(selected by Cecile Johnson Soliz)
As it is, 2004
Reiko Aoyagi was born in Japan and moved to the UK in 1992. Over the past decade Aoyagi has made a series of subtle interventions within buildings and public spaces in Wales, England, Northern Ireland, Japan, Korea, Poland, Pakistan, Australia and Mexico. Principally using light, both natural and artificial, she creates places of reflection and absorption, drawing attention to the effect that architecture and light have on visual experience.
Aoyagi states, 'I am interested in exploiting how culturally and individually different people can communicate with each other in a complicated contemporary world. To achieve this I respond to a space and transform it to create an imaginative space. I use light as a main material as well as water, air and earth.'
Their stark simplicity draws attention to the physicality of looking, measuring the passage of time whilst absorbing these carefully created and often engineered works: 'Ones sense of being in the world has altered after entering and experiencing one of Reikos installations. As she once said to me, 'No minute is ever the same, the one that has passed is gone and no other will be like it'.' (Cecile Johnson Soliz).
In the accompanying text to the group show Out of Place (Chapter, Cardiff, 1998, with Nilofar Akmut, Phyllida Barlow and Renate Koch), Sunil Gupta writes, 'Reiko appears to respond to a sense of displacement by revealing the layers of history within the fabric of the building and then bathing it in natural light. Aoyagi's self-imposed exile has led her to shed fixed notions of cultural traditions. She works here as an artist from another place but is not bound up with stereotypical values often associated by a Western audience with Japan, values of either tradition or kitsch.' (1)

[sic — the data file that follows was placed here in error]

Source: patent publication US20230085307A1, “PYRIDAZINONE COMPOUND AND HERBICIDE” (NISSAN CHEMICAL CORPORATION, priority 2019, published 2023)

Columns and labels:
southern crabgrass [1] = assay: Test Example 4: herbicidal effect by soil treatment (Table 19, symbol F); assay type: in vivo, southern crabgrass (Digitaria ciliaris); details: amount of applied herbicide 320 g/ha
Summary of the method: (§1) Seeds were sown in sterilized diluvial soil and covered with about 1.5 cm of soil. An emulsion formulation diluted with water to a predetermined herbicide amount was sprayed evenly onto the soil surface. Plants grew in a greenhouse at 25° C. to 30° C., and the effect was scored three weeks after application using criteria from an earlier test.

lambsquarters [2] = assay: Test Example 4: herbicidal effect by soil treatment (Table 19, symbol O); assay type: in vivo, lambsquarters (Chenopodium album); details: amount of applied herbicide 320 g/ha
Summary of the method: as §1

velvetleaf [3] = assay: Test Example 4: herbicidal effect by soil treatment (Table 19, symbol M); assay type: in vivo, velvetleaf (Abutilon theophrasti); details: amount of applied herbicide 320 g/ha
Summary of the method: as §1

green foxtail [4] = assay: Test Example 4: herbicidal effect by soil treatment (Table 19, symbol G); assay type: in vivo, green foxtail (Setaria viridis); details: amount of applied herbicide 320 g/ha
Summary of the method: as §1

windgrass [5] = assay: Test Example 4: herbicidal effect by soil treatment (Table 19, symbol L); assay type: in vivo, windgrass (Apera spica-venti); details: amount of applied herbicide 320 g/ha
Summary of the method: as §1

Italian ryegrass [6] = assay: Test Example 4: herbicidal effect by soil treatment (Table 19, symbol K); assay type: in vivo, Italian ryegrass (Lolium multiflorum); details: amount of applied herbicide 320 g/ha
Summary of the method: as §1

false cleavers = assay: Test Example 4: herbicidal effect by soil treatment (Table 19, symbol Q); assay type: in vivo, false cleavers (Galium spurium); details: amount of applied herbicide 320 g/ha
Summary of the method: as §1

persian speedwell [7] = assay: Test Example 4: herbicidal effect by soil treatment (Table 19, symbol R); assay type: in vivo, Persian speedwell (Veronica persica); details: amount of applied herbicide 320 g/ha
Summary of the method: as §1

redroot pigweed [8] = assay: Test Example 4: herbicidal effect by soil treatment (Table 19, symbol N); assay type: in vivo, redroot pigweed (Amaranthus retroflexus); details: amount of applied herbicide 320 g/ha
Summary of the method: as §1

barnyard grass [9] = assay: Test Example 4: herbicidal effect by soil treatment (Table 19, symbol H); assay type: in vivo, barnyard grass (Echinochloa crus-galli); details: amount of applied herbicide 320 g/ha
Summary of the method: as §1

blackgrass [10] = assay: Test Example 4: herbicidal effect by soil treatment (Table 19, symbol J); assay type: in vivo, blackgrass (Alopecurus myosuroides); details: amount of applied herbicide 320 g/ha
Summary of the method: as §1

In 2001, Aoyagi made subtle adjustments to the gallery environment for the group exhibition Glow, curated around ideas of light, space and air (Artspace, Woolloomooloo, Sydney, Australia, with Artstation and Phillipa Lawrence). Through light and laser projection, Aoyagi reflected the daily passage of the sun on its east/west axis, and the natural light conditions that would have occurred if the exhibition chamber had not been cut off from daylight. The division of the space by the light beam intensified awareness of the division of the gallery from the external environment, focusing attention on the architectural structure.
Here, Aoyagi was not exclusively interested in the gallery per se but in the history and surroundings of the building it occupies: the pillar and post construction, the proximity to the harbour, the north facing orientation. By drawing attention via the light to the three timber pillars in the gallery we recall its beginnings, the labour of its construction, and the artificial partitioning of the gallery from the sun.
For Aoyagi, light is also a symbolic material, and she is truly creating a reflective space. She is aware that even though we live in an age of exhaustive and instantaneous communication technology, cross-cultural understanding is still limited and is evermore mediated by the technological apparatus itself. (2)
After studying fine art in London, Reiko Aoyagi studied MA Fine Art at University of Wales, Cardiff in 1995. In 2001, Aoyagi curated the exhibition New Space at the Oriel Mostyn gallery in Wales with Martin Barlow, which explored the new possibilities of spatial experience fostered by todays global technologies and the daily movement of people and goods across the world.
Recent exhibitions include, As it is, Toki Art Space, Tokyo, Japan 2004, Transparent, Oriel Mostyn Gallery, Llandudno, Wales 2001 and Glow, Artspace, Sydney, Australia 2001.
She lives and works in Cardiff.
1. Sunil Gupta, 'Inside/Outside: Surrounded by Four Women', 1998
2. Glow exhibition information, Artspace, Woolloomooloo, Sydney, Australia